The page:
Governor Gavin Newsom announced Saturday, Aug. 22 that the White House had approved California’s request for a Presidential Major Disaster Declaration to bolster the state’s emergency response to wildfires burning in Northern California. The funds will also support impacted residents in multiple counties across the state.
“Thank you to the President for your partnership and granting this urgent Major Disaster Declaration. California is battling two of the largest fires in our history and has seen nearly 600 new fires in the last week caused by dry lightning strikes. These are unprecedented times and conditions, but California is strong – we will get through this,” said Governor Newsom.
A Presidential Major Disaster Declaration helps people in the impacted counties through eligibility for support including crisis counseling, housing and unemployment assistance and legal services. It also provides federal assistance to help state, tribal and local governments fund emergency response, recovery and protective measures.
Governor Newsom has declared a statewide emergency due to the widespread fires and extreme weather conditions and activated the State Operations Center to its highest level. California has secured Fire Management Assistance Grants from the Federal Emergency Management Agency to support the state’s response to various fires burning in area counties.
The Governor last month announced that the state would hire 858 more firefighters and six California Conservation Corps (CCC) crews through October to bolster firefighting support amid the COVID-19 pandemic. In the past year and a half, California has taken major action and made critical investments to fortify wildfire preparedness and response capabilities. CAL FIRE completed the last of its 35 emergency fuels management projects in May, making 90,000 acres safer ahead of wildfire season and protecting 200 vulnerable communities.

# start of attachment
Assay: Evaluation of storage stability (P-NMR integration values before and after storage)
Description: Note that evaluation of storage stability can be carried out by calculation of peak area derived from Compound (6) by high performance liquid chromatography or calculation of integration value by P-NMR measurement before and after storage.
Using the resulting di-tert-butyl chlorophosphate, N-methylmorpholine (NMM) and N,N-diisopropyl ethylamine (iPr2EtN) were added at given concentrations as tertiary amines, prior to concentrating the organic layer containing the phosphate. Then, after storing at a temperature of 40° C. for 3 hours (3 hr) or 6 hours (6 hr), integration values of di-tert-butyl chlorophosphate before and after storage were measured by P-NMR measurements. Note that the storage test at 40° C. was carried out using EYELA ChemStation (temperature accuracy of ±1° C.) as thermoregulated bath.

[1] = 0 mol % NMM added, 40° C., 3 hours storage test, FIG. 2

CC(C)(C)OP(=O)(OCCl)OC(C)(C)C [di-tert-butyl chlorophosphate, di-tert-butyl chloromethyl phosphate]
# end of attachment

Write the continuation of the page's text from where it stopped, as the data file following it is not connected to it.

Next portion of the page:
Major investments include augmenting the CAL FIRE air fleet with new FIREHAWK S-70i helicopters and C-130 airplanes, and bolstering firefighting surge capacity and pre-positioning capabilities. The state also launched an Innovation Procurement Sprint to develop early warning technologies and place fire detection cameras across the state. This year’s budget included $85.6 million in new, ongoing dollars to fund permanent firefighting positions, and continues the funding for CAL FIRE to procure innovative technology that allows officials to model fire behavior.
Ahead of wildfire season, the state won critical safety victories from PG&E to make the utility more accountable to the state and ensure wildfire safety and reliability are top priorities. The state gained new oversight authority over wildfire and public safety power shutoffs and increased safety expertise inside the company. The Governor also signed SB 350, which enacted real consequences if the company doesn’t act safely. The state bolstered requirements for all of the state’s investor-owned utilities’ wildfire prevention operational plans and requires utilities to invest $5 billion in infrastructure. All three large IOUs have taken steps to reduce the size and scope of public safety power shutoffs by hardening infrastructure, reducing hazards through vegetation management, sectionalizing the grid so that smaller areas can be taken offline, and improving weather monitoring technology and modeling.